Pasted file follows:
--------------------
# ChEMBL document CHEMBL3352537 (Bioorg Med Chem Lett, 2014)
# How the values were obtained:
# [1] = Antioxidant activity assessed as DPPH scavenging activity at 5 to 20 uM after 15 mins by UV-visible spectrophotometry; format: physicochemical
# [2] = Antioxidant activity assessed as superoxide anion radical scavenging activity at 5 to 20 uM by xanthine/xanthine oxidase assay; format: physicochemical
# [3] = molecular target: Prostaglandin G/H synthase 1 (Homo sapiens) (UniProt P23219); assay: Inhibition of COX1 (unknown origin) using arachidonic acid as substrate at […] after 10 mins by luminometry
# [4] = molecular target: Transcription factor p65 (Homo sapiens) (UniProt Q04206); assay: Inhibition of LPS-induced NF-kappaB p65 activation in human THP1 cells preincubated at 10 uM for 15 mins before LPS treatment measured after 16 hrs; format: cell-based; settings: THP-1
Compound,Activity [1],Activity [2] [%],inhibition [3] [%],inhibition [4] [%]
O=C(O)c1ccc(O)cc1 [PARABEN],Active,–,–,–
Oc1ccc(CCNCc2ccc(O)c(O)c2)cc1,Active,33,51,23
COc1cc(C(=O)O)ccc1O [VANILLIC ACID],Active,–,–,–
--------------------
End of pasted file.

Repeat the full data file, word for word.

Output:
# ChEMBL document CHEMBL3352537 (Bioorg Med Chem Lett, 2014)
# How the values were obtained:
# [1] = Antioxidant activity assessed as DPPH scavenging activity at 5 to 20 uM after 15 mins by UV-visible spectrophotometry; format: physicochemical
# [2] = Antioxidant activity assessed as superoxide anion radical scavenging activity at 5 to 20 uM by xanthine/xanthine oxidase assay; format: physicochemical
# [3] = molecular target: Prostaglandin G/H synthase 1 (Homo sapiens) (UniProt P23219); assay: Inhibition of COX1 (unknown origin) using arachidonic acid as substrate at […] after 10 mins by luminometry
# [4] = molecular target: Transcription factor p65 (Homo sapiens) (UniProt Q04206); assay: Inhibition of LPS-induced NF-kappaB p65 activation in human THP1 cells preincubated at 10 uM for 15 mins before LPS treatment measured after 16 hrs; format: cell-based; settings: THP-1
Compound,Activity [1],Activity [2] [%],inhibition [3] [%],inhibition [4] [%]
O=C(O)c1ccc(O)cc1 [PARABEN],Active,–,–,–
Oc1ccc(CCNCc2ccc(O)c(O)c2)cc1,Active,33,51,23
COc1cc(C(=O)O)ccc1O [VANILLIC ACID],Active,–,–,–